The Student News Site of University of Arizona

The Daily Wildcat

91° Tucson, AZ

The Daily Wildcat

The Daily Wildcat


    Time capsule helps students learn to reflect, self-evaluate

    Students from Prescott High School buried a 5-foot time capsule on Feb. 15, which will be opened on Feb. 14, 2062, according to the Arizona Daily Star. The items in the time capsule were from elementary, middle and high school students. Some wrote letters to themselves, planning what they think they will be doing, and some parents included letters to their children.

    Courtney Snow, who teaches English at Prescott High School, told the Prescott Daily Courier how impressed she was by how introspective the students’ letters were, the way they described their lives in the present and what they think their future lives would be like.

    Students are so focused on classes, grades, sports and other distractions — it’s good that teachers took the time to challenge them to reflect on the present and to plan further in the future than just the next year.

    Some UA students and faculty members said they were also intrigued by the idea of a time capsule. When asked what they would add to a UA time capsule, most said items from their daily lives, especially those that helped play a big role in changing their lives.

    In a society obsessed with having items bigger, better and snazzier, it’s refreshing that when it comes down to it, people can still appreciate the small things in life.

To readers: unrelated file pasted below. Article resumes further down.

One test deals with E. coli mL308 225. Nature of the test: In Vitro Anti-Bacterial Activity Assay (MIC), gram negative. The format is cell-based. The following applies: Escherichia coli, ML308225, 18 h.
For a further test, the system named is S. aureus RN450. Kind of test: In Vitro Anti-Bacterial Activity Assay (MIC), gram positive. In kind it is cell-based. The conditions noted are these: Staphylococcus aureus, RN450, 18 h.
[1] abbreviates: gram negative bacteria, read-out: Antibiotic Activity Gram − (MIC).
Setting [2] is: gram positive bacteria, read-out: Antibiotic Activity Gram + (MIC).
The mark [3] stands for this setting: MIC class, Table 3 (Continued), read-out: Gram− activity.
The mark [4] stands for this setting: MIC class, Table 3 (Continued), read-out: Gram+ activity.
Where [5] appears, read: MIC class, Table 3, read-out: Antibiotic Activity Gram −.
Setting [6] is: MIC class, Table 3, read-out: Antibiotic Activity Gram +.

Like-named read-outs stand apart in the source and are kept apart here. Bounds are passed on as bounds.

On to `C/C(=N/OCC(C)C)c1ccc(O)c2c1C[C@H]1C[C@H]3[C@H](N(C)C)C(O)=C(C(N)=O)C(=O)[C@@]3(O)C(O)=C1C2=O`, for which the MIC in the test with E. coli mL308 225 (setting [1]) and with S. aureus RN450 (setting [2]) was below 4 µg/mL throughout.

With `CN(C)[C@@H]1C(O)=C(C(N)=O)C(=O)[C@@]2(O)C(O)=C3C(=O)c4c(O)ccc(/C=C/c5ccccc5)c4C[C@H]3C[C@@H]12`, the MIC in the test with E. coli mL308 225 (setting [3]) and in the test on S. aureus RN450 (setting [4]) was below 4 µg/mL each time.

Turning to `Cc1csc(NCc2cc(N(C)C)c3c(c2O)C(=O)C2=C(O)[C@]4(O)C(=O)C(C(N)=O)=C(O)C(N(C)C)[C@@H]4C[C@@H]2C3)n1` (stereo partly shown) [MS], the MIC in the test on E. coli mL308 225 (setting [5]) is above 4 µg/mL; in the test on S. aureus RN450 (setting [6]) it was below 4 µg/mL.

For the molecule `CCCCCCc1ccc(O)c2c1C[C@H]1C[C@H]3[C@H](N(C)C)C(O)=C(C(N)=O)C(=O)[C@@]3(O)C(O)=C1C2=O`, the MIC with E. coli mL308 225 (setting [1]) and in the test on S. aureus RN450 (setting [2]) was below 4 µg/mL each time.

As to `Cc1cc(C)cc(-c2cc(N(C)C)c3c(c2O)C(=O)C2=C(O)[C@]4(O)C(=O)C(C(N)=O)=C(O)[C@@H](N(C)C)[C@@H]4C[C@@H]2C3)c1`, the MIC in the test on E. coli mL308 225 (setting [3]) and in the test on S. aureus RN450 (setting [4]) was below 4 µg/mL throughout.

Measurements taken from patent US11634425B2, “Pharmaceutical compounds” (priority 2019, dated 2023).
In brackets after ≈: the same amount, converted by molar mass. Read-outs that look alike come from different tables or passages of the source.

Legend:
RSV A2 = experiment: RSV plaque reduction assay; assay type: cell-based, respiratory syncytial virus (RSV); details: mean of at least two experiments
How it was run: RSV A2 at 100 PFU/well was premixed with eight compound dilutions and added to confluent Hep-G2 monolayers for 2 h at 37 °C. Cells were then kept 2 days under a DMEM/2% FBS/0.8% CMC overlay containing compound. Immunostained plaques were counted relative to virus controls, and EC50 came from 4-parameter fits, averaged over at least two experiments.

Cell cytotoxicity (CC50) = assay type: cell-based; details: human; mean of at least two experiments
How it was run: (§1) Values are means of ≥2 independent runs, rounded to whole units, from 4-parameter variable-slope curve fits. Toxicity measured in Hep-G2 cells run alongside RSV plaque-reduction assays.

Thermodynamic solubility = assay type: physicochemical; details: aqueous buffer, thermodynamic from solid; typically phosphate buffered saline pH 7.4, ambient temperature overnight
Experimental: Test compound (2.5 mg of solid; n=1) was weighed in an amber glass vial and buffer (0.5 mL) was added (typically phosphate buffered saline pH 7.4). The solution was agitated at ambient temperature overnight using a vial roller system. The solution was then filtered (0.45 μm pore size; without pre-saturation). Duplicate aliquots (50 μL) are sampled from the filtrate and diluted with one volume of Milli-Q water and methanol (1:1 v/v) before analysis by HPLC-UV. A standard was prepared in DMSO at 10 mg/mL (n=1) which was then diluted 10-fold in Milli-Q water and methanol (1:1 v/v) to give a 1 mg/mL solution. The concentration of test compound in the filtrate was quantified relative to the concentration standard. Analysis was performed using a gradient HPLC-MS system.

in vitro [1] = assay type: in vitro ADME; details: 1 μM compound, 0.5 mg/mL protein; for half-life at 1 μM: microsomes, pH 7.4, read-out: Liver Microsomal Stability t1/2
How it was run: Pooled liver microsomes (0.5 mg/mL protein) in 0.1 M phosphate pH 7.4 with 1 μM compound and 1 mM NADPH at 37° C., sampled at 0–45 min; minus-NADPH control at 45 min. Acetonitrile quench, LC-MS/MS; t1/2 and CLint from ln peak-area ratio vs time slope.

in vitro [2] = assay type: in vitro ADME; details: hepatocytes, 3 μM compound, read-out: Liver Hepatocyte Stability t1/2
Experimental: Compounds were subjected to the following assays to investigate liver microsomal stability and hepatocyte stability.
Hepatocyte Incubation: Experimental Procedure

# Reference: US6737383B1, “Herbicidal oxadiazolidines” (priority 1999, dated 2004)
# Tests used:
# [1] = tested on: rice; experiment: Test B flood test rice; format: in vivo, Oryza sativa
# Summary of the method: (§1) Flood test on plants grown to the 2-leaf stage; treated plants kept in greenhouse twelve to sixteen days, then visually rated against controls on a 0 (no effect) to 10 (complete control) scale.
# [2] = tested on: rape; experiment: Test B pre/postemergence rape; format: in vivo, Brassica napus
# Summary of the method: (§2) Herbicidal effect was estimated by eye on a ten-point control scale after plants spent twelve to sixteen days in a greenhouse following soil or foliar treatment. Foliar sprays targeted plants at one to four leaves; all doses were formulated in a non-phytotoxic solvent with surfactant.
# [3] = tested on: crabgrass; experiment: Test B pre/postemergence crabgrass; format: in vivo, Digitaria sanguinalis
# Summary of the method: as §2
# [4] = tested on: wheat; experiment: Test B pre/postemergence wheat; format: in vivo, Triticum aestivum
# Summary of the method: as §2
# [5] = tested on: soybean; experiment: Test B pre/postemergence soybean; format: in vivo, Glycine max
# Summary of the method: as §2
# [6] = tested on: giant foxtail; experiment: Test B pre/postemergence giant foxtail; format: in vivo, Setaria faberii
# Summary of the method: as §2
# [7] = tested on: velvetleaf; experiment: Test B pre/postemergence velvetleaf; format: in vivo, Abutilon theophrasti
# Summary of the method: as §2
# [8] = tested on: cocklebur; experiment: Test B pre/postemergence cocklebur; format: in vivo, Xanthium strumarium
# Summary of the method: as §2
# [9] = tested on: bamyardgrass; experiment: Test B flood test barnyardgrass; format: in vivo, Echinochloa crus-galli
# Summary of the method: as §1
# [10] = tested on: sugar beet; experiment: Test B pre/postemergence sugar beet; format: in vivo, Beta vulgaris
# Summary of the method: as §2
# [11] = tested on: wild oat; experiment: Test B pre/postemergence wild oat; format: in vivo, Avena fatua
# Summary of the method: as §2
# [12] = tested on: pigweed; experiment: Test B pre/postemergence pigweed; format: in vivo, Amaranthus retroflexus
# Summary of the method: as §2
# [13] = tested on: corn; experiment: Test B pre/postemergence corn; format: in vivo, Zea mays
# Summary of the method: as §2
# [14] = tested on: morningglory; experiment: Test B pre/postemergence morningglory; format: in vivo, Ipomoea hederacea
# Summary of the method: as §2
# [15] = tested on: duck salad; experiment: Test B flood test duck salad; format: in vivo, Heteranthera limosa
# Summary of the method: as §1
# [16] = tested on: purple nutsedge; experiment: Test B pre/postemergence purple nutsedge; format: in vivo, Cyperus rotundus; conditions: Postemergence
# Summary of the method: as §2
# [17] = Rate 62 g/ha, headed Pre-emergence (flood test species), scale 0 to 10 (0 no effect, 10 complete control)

“I would put in a recipe to my grandmother’s dinner rolls,” said Emma High, an adjunct photography professor. “It’s not just a recipe, it symbolizes the value of home cooked meals and feeding other people.”

    While people probably won’t be eating meals in pill form like “The Jetsons,” the traditional home cooked meal is already losing its role in society as more people depend on instant meals and fast food. Maybe the time capsule will encourage her to start slowing down and enjoying something from scratch.

    Other people said their addition to the capsule would be something to help people reflect on how far society has come.

    “I definitely think that growing up, my old Nokia phone, the one that’s like a brick and is impossible to destroy, played a big role in my life,” said Rachel Edwards, a sociology senior.

    No one had a cellphone 50 years ago. Today people take for granted the drastic changes in technology and communication that happened during our generation. Regardless of how people communicate in the future, hopefully thinking of the time capsule insprie her to remember how far technology has progressed.

    Overall, it was fascinating to watch the time people took to analyze what was truly significant in their lives. Time capsules challenge people to reflect on what mark they want to make in the world, what’s valuable in today’s society and to start thinking about their future. Critical thinking and self-reflection are important lessons for students in elementary, middle and high schools to learn. Their school district officials should be applauded for implementing this project and UA officials should consider following this example.

    — Rebecca Miller is a junior studying photography and journalism. She can be reached at or on Twitter via @WildcatOpinions .

    More to Discover
    Activate Search